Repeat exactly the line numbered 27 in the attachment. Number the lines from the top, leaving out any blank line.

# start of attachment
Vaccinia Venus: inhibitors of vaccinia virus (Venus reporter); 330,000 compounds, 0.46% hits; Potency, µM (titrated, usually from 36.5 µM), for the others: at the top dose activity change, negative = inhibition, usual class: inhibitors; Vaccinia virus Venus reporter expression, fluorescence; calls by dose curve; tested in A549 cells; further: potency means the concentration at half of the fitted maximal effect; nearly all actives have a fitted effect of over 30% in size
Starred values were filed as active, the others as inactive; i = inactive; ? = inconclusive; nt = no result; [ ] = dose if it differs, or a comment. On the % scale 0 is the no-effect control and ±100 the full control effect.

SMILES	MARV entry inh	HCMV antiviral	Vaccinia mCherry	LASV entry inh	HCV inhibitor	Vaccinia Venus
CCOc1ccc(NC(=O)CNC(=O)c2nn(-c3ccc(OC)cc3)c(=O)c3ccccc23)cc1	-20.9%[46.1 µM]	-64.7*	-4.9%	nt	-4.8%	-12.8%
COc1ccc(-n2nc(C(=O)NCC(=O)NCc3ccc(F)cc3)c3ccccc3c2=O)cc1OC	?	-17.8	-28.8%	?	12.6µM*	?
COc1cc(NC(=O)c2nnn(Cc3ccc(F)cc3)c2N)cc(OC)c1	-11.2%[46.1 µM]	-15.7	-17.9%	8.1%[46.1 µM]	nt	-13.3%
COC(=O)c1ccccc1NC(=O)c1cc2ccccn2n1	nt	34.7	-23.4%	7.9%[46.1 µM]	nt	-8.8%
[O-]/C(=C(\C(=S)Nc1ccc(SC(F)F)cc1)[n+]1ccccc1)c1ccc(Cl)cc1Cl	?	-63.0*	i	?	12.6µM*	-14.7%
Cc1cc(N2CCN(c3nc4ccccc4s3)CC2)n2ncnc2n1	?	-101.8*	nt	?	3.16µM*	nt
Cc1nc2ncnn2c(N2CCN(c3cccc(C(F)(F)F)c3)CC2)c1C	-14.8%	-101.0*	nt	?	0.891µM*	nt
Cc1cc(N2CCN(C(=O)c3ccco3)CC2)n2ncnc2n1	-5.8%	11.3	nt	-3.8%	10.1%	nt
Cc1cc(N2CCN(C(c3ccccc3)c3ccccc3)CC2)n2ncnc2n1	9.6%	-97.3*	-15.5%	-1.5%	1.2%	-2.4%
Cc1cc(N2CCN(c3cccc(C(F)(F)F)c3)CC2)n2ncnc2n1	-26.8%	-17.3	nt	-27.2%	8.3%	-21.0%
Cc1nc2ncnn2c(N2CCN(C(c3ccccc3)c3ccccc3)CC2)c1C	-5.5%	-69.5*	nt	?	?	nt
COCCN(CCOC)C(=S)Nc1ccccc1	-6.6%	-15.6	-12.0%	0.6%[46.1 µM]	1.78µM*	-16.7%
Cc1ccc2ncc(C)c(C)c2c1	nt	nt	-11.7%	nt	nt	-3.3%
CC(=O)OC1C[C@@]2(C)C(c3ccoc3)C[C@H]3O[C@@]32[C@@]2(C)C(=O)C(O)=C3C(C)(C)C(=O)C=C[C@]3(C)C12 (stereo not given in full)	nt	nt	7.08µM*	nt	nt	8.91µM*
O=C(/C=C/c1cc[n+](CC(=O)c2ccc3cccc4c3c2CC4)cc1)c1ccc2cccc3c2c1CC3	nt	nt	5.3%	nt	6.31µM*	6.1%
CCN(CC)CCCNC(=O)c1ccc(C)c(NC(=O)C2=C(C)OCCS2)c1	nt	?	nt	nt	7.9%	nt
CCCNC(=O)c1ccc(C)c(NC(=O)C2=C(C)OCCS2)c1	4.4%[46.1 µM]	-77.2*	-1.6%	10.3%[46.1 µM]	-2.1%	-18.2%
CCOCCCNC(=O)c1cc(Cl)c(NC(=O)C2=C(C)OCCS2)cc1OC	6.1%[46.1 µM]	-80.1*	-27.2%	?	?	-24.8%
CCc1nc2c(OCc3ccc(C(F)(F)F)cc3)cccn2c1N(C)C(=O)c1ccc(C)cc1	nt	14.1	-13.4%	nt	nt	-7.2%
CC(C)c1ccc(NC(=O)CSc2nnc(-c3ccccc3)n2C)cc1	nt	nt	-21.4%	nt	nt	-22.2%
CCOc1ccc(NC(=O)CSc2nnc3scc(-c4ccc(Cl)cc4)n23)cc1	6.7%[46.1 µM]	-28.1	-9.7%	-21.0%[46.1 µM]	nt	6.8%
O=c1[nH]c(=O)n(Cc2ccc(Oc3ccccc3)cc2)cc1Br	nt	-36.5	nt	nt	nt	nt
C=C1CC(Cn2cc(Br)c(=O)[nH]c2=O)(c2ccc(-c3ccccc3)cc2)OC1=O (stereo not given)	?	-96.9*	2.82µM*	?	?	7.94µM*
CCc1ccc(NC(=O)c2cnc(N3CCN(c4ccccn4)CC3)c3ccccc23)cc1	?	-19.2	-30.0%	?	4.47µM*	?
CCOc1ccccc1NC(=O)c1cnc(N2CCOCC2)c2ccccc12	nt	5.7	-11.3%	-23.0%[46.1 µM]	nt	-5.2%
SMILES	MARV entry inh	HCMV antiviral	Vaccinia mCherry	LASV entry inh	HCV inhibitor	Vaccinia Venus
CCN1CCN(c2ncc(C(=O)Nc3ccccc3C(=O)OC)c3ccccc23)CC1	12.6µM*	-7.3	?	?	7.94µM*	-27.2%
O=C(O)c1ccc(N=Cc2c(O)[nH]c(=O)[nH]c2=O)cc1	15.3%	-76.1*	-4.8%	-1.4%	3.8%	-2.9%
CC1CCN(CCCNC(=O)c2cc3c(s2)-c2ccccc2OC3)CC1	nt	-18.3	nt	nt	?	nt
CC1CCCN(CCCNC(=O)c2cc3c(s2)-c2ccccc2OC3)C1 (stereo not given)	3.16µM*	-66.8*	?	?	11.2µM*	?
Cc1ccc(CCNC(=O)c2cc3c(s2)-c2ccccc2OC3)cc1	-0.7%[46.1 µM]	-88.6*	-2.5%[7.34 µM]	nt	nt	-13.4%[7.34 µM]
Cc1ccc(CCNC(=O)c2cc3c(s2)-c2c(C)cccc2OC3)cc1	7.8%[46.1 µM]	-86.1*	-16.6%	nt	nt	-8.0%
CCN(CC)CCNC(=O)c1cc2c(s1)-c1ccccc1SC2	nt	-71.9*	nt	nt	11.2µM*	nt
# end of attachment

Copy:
CCc1ccc(NC(=O)c2cnc(N3CCN(c4ccccn4)CC3)c3ccccc23)cc1	?	-19.2	-30.0%	?	4.47µM*	?